News & Events


Conventional Computers Can Learn to Solve Tricky Quantum Problems


There has been a lot of buzz about quantum computers and for good reason. The futuristic computers are designed to mimic what happens in nature at microscopic scales, which means they have the power to better understand the quantum realm and speed up the discovery of new materials, including pharmaceuticals, environmentally friendly chemicals, and more. "Normally, when it comes to machine learning, you don't know how the machine solved the problem. It's a black box, but now we've essentially figured out what's happening in the box through our mathematical analysis and numerical simulations." says Hsin-Yuan (Robert) Huang, a graduate student working with John Preskill, Richard P. Feynman Professor of Theoretical Physics; Allen V. C. Davis and Lenabelle Davis Leadership Chair, Institute for Quantum Science and Technology (IQIM). [Caltech story]

Tags: research highlights CMS John Preskill Hsin-Yuan (Robert) Huang

Laser Light Offers New Tool for Treating Bone Cancer


Of the many ways to treat cancer, the oldest, and maybe most tried and true, is surgery. The goal is to remove all of the cancerous tissue while preserving as much of the surrounding healthy material as possible. "It's very hard to grow bone, so if you cut out bone, you basically lose it," says Lihong Wang, Bren Professor of Medical Engineering and Electrical Engineering; Andrew and Peggy Cherng Medical Engineering Leadership Chair; Executive Officer for Medical Engineering. A new diagnostic imaging technology developed by researchers at Caltech is offering surgeons the ability to make cuts 10 times more precisely, allowing them to preserve as much as 1,000 times more healthy tissue and to give patients easier recoveries. [Caltech story]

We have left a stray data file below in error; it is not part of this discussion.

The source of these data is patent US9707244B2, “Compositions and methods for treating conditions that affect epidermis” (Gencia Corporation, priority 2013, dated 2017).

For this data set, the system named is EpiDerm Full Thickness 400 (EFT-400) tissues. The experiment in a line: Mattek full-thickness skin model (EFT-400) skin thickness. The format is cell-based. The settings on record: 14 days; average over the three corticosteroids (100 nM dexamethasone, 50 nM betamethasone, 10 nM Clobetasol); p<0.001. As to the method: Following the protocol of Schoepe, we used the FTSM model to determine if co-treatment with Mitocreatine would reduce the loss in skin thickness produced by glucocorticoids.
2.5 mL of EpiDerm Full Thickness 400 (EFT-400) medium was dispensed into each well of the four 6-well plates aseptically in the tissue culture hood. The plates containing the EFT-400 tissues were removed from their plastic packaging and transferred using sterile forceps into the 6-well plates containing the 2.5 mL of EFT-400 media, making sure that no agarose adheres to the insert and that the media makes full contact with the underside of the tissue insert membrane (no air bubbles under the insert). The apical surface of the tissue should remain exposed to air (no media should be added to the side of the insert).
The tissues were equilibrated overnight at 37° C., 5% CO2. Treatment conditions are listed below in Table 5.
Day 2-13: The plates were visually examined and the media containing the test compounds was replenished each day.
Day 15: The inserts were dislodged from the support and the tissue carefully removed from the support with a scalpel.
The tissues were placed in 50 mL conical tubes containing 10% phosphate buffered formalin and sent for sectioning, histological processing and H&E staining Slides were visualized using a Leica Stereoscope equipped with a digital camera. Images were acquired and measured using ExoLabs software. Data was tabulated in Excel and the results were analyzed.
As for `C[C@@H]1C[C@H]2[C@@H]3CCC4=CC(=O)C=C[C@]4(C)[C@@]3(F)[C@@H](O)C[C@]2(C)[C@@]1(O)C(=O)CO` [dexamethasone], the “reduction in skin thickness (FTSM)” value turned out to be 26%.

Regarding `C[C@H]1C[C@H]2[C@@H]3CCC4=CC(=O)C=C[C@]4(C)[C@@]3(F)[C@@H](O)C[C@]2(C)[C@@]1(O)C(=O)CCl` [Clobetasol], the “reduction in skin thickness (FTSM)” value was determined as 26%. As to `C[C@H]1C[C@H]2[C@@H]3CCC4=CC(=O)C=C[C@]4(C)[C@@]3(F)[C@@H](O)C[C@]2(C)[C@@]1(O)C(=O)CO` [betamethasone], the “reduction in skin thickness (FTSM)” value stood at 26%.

Tags: EE research highlights MedE Lihong Wang Rui Cao Samuel Davis Yilin Luo Yide Zhang

New Photonic Chip "Squeezes" More out of Light


Electronic computing and communications have come a very long way since the days of radio telegraphy and vacuum tubes, with consumer devices now containing levels of processing power and memory that would be unimaginable just a few decades ago. "The quality of the quantum states we have achieved surpasses the requirements for quantum information processing, which used to be the territory of bulky experimental setups," says Alireza Marandi, Assistant Professor of Electrical Engineering and Applied Physics. [Caltech story]

Tags: APhMS EE research highlights Alireza Marandi

Ask a Caltech Expert: Yaser Abu-Mostafa on AI and Finance


Can AI Predict Economic Downturns? There has been a symbiotic relationship between financial institutions and the artificial intelligence community since the 1980s. That's when the field of neural networks started in earnest. Although there was lots of activity, we can see in hindsight that neural networks did not reach their full potential owing to the lack of computational resources and lack of abundant data. [Caltech story]

Tags: EE research highlights Yaser Abu-Mostafa

Mimicking Termites to Generate New Materials


Inspired by the way termites build their nests, researchers at Caltech have developed a framework to design new materials that mimic the fundamental rules hidden in nature's growth patterns. "We thought that by understanding how a termite contributes to the nest's fabrication, we could define simple rules for designing architected materials with unique mechanical properties," says Chiara Daraio, G. Bradford Jones Professor of Mechanical Engineering and Applied Physics; Investigator, Heritage Medical Research Institute. [Caltech story]